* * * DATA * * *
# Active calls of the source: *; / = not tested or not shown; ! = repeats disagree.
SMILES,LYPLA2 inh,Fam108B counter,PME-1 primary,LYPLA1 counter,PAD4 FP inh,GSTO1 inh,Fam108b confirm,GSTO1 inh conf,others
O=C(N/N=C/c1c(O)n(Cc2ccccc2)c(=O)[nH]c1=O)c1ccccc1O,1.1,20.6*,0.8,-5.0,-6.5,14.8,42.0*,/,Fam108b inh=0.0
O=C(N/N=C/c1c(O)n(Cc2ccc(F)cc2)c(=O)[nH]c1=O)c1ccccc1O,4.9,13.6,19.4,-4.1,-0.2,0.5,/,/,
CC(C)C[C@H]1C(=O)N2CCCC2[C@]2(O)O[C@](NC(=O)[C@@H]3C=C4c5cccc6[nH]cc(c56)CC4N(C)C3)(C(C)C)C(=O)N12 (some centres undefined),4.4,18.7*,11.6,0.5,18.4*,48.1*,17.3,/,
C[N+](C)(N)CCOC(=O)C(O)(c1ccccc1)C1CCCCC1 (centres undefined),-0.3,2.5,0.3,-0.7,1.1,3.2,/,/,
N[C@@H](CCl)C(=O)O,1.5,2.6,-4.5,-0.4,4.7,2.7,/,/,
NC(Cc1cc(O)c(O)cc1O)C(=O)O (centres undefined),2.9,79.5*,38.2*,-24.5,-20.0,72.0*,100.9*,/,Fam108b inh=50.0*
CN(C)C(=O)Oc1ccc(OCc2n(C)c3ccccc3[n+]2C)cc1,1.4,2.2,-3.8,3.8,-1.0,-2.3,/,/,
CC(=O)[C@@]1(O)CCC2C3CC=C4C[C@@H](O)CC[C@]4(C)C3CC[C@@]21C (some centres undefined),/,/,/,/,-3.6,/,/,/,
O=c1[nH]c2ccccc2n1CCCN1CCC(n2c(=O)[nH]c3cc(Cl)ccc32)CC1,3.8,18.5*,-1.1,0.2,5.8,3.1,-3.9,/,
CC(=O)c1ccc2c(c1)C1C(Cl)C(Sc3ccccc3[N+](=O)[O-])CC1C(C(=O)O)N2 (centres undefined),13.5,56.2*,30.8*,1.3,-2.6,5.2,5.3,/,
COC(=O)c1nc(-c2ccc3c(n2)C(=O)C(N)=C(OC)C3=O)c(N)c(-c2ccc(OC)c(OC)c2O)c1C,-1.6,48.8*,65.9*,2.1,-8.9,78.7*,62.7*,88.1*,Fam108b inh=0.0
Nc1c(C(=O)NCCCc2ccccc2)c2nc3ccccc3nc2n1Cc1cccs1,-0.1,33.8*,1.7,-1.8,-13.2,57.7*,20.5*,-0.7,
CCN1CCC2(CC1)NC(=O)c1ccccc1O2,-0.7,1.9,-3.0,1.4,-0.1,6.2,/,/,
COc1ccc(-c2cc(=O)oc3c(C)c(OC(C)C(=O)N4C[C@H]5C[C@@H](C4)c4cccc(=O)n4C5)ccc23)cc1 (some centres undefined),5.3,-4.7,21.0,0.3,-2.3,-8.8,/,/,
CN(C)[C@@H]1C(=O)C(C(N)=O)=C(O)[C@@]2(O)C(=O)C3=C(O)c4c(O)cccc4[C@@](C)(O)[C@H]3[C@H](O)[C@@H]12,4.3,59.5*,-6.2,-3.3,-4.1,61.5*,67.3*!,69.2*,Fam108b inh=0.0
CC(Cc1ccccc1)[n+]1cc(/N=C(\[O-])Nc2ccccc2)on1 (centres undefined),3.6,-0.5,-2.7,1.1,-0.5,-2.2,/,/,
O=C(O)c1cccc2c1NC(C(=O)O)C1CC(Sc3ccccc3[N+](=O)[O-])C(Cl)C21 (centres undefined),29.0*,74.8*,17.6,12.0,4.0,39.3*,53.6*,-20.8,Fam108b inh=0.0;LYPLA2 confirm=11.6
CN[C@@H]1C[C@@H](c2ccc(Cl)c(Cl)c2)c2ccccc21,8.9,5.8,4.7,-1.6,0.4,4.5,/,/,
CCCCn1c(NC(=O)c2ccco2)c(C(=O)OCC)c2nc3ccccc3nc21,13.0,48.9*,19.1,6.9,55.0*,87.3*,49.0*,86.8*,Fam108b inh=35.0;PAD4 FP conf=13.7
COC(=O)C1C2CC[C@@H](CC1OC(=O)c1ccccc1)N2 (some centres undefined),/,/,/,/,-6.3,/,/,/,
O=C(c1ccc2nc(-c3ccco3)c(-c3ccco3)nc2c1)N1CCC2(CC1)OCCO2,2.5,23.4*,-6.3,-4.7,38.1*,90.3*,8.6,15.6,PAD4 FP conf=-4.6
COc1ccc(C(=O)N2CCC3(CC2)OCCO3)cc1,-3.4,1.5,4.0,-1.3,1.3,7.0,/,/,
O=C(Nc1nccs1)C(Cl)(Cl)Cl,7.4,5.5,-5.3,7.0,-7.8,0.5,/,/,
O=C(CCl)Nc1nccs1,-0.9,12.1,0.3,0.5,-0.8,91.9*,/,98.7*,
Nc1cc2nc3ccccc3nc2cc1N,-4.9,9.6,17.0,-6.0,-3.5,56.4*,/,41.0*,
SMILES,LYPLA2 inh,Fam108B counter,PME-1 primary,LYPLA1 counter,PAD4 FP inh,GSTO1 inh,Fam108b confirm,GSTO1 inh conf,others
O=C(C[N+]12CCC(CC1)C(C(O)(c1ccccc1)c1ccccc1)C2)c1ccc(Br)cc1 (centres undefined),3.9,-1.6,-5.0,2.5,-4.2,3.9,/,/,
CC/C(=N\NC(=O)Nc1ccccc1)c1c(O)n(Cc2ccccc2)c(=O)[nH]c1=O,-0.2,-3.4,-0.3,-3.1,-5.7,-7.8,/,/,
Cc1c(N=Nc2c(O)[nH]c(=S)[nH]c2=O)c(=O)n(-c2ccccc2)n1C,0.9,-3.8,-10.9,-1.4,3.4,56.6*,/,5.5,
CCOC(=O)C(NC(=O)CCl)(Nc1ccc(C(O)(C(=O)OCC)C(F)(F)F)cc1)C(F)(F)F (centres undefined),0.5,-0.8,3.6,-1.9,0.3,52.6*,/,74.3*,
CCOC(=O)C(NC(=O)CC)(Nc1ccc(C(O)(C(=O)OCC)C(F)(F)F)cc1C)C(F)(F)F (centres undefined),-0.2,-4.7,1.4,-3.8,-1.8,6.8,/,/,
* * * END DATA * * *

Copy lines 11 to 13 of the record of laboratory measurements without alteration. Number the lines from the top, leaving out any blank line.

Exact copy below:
O=c1[nH]c2ccccc2n1CCCN1CCC(n2c(=O)[nH]c3cc(Cl)ccc32)CC1,3.8,18.5*,-1.1,0.2,5.8,3.1,-3.9,/,
CC(=O)c1ccc2c(c1)C1C(Cl)C(Sc3ccccc3[N+](=O)[O-])CC1C(C(=O)O)N2 (centres undefined),13.5,56.2*,30.8*,1.3,-2.6,5.2,5.3,/,
COC(=O)c1nc(-c2ccc3c(n2)C(=O)C(N)=C(OC)C3=O)c(N)c(-c2ccc(OC)c(OC)c2O)c1C,-1.6,48.8*,65.9*,2.1,-8.9,78.7*,62.7*,88.1*,Fam108b inh=0.0